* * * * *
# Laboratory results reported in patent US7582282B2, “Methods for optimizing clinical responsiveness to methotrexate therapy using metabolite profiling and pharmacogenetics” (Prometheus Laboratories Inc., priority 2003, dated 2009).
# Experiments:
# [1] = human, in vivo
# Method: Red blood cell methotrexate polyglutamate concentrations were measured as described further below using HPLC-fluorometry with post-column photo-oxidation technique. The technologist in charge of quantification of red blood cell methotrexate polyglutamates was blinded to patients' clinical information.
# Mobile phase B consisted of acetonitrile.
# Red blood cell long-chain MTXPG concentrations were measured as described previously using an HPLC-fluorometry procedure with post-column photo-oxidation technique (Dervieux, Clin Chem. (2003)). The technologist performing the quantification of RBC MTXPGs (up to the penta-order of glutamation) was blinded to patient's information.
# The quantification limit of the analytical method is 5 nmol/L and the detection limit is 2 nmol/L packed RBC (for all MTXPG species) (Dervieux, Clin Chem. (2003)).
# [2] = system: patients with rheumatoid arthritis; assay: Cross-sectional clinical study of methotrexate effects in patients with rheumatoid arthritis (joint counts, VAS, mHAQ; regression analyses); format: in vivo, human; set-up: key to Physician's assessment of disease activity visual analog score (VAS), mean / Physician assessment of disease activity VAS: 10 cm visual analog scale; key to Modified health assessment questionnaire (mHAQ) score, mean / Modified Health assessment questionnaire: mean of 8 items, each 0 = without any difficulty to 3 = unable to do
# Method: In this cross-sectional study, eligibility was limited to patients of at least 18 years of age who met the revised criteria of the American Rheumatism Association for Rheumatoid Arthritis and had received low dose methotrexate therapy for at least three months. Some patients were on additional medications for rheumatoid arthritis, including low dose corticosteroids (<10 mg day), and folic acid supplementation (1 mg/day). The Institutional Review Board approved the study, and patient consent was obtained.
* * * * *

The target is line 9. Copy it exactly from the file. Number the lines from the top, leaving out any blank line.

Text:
# Method: In this cross-sectional study, eligibility was limited to patients of at least 18 years of age who met the revised criteria of the American Rheumatism Association for Rheumatoid Arthritis and had received low dose methotrexate therapy for at least three months. Some patients were on additional medications for rheumatoid arthritis, including low dose corticosteroids (<10 mg day), and folic acid supplementation (1 mg/day). The Institutional Review Board approved the study, and patient consent was obtained.